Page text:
The California Budget & Policy Center, a nonpartisan, data-driven organization with a focus on evaluating public policies and their effect on Californians with low and middle incomes, released the following statement from Executive Director Chris Hoene following the release of Governor Newsom’s revised 2021-22 state budget:
“California is experiencing strong revenue growth driven largely by high-income Californians and corporations thriving in our communities, and federal and state efforts to provide relief to people who have been economically harmed by the pandemic. Investing the state’s vast resources to create an equitable state and healthy local communities where all undocumented Californians have access to health care, renters can keep their homes, child care providers can maintain their businesses, and low-wage workers and parents can safely return to work is what policymakers should be doing now.
“While the governor’s revised 2021-22 state budget makes significant investments, including getting cash directly into the hands of low- and middle-income households, and funding for child care, rental support, and assisting people experiencing homelessness, California’s revenue means policymakers can provide greater support and make bolder and even more equitable policy choices that meet people’s ongoing health and economic needs. This includes:
- allocating funds to support undocumented Californians and their families who were excluded from federal relief checks
- expanding nutrition assistance and comprehensive Medi-Cal to all undocumented Californians, regardless of age
- committing long-term funding for homelessness services
- providing ongoing funding for local public health departments
- maintaining payment rates for workers using the state’s paid family leave and state disability insurance programs for their family care needs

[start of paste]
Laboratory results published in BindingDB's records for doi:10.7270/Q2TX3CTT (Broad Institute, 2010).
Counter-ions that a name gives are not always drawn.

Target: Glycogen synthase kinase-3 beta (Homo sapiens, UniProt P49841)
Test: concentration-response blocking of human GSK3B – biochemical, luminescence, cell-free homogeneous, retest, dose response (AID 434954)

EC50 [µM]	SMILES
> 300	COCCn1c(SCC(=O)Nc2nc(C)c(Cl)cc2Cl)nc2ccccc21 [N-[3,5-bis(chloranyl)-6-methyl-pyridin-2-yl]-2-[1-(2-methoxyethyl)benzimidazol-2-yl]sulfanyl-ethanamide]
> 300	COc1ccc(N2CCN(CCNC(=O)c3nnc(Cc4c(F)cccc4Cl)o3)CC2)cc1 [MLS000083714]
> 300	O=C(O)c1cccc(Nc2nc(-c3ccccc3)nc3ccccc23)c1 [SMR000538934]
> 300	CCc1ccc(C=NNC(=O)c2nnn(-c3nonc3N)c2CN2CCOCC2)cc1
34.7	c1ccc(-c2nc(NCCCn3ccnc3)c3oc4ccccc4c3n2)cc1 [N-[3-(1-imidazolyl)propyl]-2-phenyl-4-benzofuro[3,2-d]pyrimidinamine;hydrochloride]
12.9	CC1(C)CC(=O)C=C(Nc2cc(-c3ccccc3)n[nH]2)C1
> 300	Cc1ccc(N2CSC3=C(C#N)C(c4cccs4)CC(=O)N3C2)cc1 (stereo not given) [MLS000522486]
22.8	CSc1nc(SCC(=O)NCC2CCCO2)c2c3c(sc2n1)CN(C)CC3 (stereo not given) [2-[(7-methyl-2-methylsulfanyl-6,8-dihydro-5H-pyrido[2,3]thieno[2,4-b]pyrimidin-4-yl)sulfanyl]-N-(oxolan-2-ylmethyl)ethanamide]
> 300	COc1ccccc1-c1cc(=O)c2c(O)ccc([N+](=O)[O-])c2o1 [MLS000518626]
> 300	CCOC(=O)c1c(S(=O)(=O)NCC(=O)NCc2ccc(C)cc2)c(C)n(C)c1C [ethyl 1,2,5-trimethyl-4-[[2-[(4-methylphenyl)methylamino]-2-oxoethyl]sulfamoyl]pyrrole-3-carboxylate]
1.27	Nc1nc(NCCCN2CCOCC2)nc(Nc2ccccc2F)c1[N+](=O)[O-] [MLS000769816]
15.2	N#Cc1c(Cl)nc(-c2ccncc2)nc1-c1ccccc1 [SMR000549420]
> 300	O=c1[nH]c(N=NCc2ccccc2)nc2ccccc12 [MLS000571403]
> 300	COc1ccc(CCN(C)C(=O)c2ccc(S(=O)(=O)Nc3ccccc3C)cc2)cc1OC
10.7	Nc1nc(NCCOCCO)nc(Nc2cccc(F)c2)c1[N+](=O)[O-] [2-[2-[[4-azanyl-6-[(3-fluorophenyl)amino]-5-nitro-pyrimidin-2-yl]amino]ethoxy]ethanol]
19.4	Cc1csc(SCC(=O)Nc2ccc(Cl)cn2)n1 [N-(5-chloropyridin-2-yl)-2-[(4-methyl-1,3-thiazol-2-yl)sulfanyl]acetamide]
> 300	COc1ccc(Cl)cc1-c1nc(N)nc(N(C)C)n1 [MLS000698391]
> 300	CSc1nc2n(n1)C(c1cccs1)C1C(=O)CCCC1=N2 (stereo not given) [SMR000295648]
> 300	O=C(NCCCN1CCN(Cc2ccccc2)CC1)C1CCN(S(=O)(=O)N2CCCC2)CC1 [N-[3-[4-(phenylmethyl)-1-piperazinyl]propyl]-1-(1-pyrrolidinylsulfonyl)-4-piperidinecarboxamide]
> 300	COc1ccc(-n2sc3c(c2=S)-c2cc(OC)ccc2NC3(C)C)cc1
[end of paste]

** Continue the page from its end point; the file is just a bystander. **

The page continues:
- closing more prisons that disproportionately harm the lives of Black and brown Californians and waste state resources.
“As the Budget Center’s latest data show, 1.5 million fewer Californians are employed than there were at the start of the pandemic — a number still larger than the jobs lost during the Great Recession. Black and Latinx Californians are disproportionately represented among the state’s unemployed. It could take the state as long as 18 months to gain back those jobs. Meanwhile, nearly 3 in 10 jobs in the child care industry have been lost during the pandemic. These child care providers and workers are primarily women and Black, Latinx, immigrant, and other workers of color. And the state’s 44% of California residents who live in renter households have faced significant challenges in receiving the direct housing assistance, robust legal aid, and affordable housing they need now.
“Policymakers can’t lose sight of the pandemic and recession’s ongoing harm for people, or the immense barriers that blocked low-income households and Californians of color for generations from opportunities to be healthy and thrive. COVID or not, millions of Californians spend their days agonizing over the ability to pay rent, put food on the table, access affordable health care and child care, and weather unexpected expenses. State leaders must seize the opportunity to make bolder policy choices and budget decisions that create an equitable state and healthy, thriving local communities that move every California forward.”
- Read our “First Look” analysis of the Governor’s 2021-21 budget proposal early next week. Find it on our website or delivered directly to your inbox.
The California Budget & Policy Center engages in independent fiscal and policy analysis and public education with the goal of advancing public policies that improve the lives of Californians with low and middle incomes. Support for the Budget Center comes from foundation grants, subscriptions, and individual contributions.